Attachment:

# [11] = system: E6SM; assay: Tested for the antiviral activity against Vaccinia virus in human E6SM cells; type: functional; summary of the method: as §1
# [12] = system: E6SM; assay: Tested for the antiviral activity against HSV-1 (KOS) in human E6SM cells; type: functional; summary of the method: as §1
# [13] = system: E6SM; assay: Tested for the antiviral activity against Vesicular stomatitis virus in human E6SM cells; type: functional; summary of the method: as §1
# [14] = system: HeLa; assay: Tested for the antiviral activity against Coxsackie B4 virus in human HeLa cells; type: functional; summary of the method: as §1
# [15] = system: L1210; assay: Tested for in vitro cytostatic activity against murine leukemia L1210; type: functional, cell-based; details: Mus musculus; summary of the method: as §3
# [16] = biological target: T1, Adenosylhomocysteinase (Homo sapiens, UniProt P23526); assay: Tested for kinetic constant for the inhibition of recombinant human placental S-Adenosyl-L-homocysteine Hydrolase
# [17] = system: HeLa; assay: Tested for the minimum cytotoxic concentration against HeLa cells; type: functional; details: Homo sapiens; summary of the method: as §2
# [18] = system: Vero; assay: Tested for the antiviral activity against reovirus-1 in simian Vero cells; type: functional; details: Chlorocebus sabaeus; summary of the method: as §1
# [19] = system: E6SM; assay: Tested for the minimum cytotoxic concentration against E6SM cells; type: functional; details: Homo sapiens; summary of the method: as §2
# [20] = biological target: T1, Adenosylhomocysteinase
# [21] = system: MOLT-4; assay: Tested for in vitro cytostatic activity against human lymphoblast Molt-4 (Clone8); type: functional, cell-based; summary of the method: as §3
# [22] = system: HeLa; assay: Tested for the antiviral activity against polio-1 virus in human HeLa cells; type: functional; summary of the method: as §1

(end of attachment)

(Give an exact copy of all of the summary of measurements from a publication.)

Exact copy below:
# [11] = system: E6SM; assay: Tested for the antiviral activity against Vaccinia virus in human E6SM cells; type: functional; summary of the method: as §1
# [12] = system: E6SM; assay: Tested for the antiviral activity against HSV-1 (KOS) in human E6SM cells; type: functional; summary of the method: as §1
# [13] = system: E6SM; assay: Tested for the antiviral activity against Vesicular stomatitis virus in human E6SM cells; type: functional; summary of the method: as §1
# [14] = system: HeLa; assay: Tested for the antiviral activity against Coxsackie B4 virus in human HeLa cells; type: functional; summary of the method: as §1
# [15] = system: L1210; assay: Tested for in vitro cytostatic activity against murine leukemia L1210; type: functional, cell-based; details: Mus musculus; summary of the method: as §3
# [16] = biological target: T1, Adenosylhomocysteinase (Homo sapiens, UniProt P23526); assay: Tested for kinetic constant for the inhibition of recombinant human placental S-Adenosyl-L-homocysteine Hydrolase
# [17] = system: HeLa; assay: Tested for the minimum cytotoxic concentration against HeLa cells; type: functional; details: Homo sapiens; summary of the method: as §2
# [18] = system: Vero; assay: Tested for the antiviral activity against reovirus-1 in simian Vero cells; type: functional; details: Chlorocebus sabaeus; summary of the method: as §1
# [19] = system: E6SM; assay: Tested for the minimum cytotoxic concentration against E6SM cells; type: functional; details: Homo sapiens; summary of the method: as §2
# [20] = biological target: T1, Adenosylhomocysteinase
# [21] = system: MOLT-4; assay: Tested for in vitro cytostatic activity against human lymphoblast Molt-4 (Clone8); type: functional, cell-based; summary of the method: as §3
# [22] = system: HeLa; assay: Tested for the antiviral activity against polio-1 virus in human HeLa cells; type: functional; summary of the method: as §1